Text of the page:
* UK GDP grows at 0.8 pct quarterly rate in Q3
* Figures provide a boost to finance minister George Osborne
* Low wages and euro zone weakness may limit future growth
By William Schomberg and David Milliken
LONDON, Oct 25 Britain's economy picked up more
speed between July and September, growing at its fastest pace in
more than three years and building on an unexpected turnaround
that has buoyed the government.
Gross domestic product rose by 0.8 percent, faster than the
0.7 percent achieved in the April-June period, Britain's Office
for National Statistics said on Friday.
The quarterly growth and the year-on-year rate of 1.5
percent were in line with forecasts by economists in a Reuters
poll. The numbers also made Britain, until recently a laggard
among the world's rich countries, one of its fastest-growing
economies with an annualised growth rate of over 3 percent.
British government bond prices initially rose, reflecting
expectations among some investors that quarterly growth might
have been closer to 1 percent, but quickly fell back. The pound
strengthened slightly against the dollar and the euro.
Joe Grice, chief economist at the ONS, said quarterly growth
could have reached 0.9 percent but for weak gas and electricity
output. That was possibly a reflection of Britain's unusually
hot summer this year.
Samuel Tombs, an economist with Capital Economics, said
Britain's economy was unlikely to gather much more pace because
of wages that are rising less than inflation, more government
spending cuts and the dormant euro zone.
"But with employment growing, confidence returning and
productivity still well below its potential, it seems unlikely
that the recovery will fade significantly either," he said.
Britain's economy has staged a surprising recovery since
early 2013 when it avoided falling back into recession.
The turnaround has given a boost to Conservative finance
minister George Osborne, who defied calls from the International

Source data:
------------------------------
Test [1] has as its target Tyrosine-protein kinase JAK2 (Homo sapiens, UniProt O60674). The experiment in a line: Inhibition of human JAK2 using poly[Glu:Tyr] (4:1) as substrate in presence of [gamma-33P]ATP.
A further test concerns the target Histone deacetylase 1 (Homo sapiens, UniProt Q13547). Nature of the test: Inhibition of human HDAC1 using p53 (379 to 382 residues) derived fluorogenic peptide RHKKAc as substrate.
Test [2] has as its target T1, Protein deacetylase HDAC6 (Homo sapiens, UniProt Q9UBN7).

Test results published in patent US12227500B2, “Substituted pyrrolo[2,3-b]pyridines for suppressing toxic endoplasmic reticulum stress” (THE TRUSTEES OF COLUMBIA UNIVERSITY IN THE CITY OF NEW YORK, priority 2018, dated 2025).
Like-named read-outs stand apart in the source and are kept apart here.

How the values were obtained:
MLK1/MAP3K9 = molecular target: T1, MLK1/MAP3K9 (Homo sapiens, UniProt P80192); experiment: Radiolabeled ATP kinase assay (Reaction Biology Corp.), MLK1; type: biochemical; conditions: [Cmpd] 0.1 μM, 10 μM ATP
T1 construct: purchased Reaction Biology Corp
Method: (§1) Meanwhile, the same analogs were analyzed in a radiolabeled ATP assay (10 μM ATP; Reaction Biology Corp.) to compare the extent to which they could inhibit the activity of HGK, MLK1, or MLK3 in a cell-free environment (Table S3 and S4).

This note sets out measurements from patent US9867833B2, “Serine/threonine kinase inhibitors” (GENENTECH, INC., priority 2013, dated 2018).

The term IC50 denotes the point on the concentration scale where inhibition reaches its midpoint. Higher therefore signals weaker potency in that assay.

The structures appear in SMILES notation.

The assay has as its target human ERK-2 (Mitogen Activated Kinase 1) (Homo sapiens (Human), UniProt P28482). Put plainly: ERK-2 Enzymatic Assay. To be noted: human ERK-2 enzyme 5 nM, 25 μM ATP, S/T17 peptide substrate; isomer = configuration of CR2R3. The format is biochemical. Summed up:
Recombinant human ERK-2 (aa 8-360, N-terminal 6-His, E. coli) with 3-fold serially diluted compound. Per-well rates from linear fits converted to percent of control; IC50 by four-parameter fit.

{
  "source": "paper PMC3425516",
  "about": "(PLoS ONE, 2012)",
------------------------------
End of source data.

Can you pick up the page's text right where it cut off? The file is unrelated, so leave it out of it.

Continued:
Monetary Fund and the opposition Labour Party to bring forward
spending in order to get the economy off the ropes.
The government hailed the growth figures as proof that its
tough approach to public spending was paying off.
"Many risks remain, but thanks to our economic plan, the
recovery now has real momentum," a Treasury spokesman said.
The growth between July and September meant the British
economy expanded for three successive quarters for the first
time since 2011.
Nonetheless, unlike almost all other developed economies,
which have fully recovered output lost during the financial
crisis, Britain's economy remains 2.5 percent smaller than its
previous peak in early 2008.
Bank of England Governor Mark Carney noted on Thursday that
growth was coming from a low base, so Friday's figures are
unlikely to sway policy at the bank, which has suggested it will
keep interest rates at their record low of 0.5 percent for three
Earnings are lagging inflation, raising questions about the
sustainability of the recovery and giving ammunition to Labour
to attack the government in the run-up to a general election due
Friday's data showed Britain's giant services sector, which
accounts for nearly 80 percent of the economy, expanded by 0.7
percent from the second quarter and was now above its peak
before the financial crisis hammered Britain.
Growth in services was driven by the private sector, while
government services lagged behind, a reflection of Osborne's
push to curb public spending.
Manufacturing grew 0.9 percent, and construction, which has
begun to recover after a sharp contraction caused by the crisis,
expanded by 2.5 percent, the strongest in more than three years
as house building picked up, the ONS said.
Consumers, a key engine of Britain's economy, are feeling
increasingly upbeat, a separate survey showed on Friday.
A consumer confidence index compiled by market researchers
YouGov and the Centre for Economics and Business Research hit
its highest level this month since it was launched in April
The survey showed that expectations of higher house prices
were driving the increase in confidence; homeowners expected
their properties to be worth 2 percent more in 12 months' time,
almost double the expected gain in July's survey.
Critics of the government's economic policies say its
attempts to revive the housing market will not help bring about
the long-hoped-for rebalancing of Britain's economy towards more
manufacturing and exports.
The ONS's preliminary estimates of GDP are among the first
released in the European Union, and are based partly on
estimated data. On average, they are revised by 0.1 percentage
points up or down by the time a second revision is published two
months later, but bigger moves are not uncommon.